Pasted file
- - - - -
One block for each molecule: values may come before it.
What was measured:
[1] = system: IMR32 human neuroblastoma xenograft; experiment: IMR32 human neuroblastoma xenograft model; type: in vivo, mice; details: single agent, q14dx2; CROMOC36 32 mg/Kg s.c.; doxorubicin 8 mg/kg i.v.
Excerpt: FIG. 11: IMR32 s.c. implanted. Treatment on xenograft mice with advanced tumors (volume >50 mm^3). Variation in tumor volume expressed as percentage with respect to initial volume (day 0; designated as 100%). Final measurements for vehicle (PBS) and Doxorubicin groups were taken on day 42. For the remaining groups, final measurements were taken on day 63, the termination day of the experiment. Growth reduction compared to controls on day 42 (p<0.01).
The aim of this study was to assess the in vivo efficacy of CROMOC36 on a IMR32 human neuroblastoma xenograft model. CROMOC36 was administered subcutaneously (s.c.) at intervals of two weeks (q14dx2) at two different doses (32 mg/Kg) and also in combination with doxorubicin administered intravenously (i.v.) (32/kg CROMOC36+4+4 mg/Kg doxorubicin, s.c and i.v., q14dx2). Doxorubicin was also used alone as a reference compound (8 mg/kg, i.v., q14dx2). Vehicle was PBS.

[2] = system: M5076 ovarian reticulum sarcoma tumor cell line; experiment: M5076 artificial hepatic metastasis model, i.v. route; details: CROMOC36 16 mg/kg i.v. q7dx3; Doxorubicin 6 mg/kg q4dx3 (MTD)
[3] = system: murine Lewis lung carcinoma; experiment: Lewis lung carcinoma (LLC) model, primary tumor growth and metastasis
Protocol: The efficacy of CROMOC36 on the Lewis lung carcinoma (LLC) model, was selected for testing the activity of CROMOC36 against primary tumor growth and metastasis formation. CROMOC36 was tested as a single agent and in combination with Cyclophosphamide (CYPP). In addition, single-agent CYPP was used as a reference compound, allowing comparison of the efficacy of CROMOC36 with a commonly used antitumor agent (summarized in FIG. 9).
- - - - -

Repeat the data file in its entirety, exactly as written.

One block for each molecule: values may come before it.
What was measured:
[1] = system: IMR32 human neuroblastoma xenograft; experiment: IMR32 human neuroblastoma xenograft model; type: in vivo, mice; details: single agent, q14dx2; CROMOC36 32 mg/Kg s.c.; doxorubicin 8 mg/kg i.v.
Excerpt: FIG. 11: IMR32 s.c. implanted. Treatment on xenograft mice with advanced tumors (volume >50 mm^3). Variation in tumor volume expressed as percentage with respect to initial volume (day 0; designated as 100%). Final measurements for vehicle (PBS) and Doxorubicin groups were taken on day 42. For the remaining groups, final measurements were taken on day 63, the termination day of the experiment. Growth reduction compared to controls on day 42 (p<0.01).
The aim of this study was to assess the in vivo efficacy of CROMOC36 on a IMR32 human neuroblastoma xenograft model. CROMOC36 was administered subcutaneously (s.c.) at intervals of two weeks (q14dx2) at two different doses (32 mg/Kg) and also in combination with doxorubicin administered intravenously (i.v.) (32/kg CROMOC36+4+4 mg/Kg doxorubicin, s.c and i.v., q14dx2). Doxorubicin was also used alone as a reference compound (8 mg/kg, i.v., q14dx2). Vehicle was PBS.

[2] = system: M5076 ovarian reticulum sarcoma tumor cell line; experiment: M5076 artificial hepatic metastasis model, i.v. route; details: CROMOC36 16 mg/kg i.v. q7dx3; Doxorubicin 6 mg/kg q4dx3 (MTD)
[3] = system: murine Lewis lung carcinoma; experiment: Lewis lung carcinoma (LLC) model, primary tumor growth and metastasis
Protocol: The efficacy of CROMOC36 on the Lewis lung carcinoma (LLC) model, was selected for testing the activity of CROMOC36 against primary tumor growth and metastasis formation. CROMOC36 was tested as a single agent and in combination with Cyclophosphamide (CYPP). In addition, single-agent CYPP was used as a reference compound, allowing comparison of the efficacy of CROMOC36 with a commonly used antitumor agent (summarized in FIG. 9).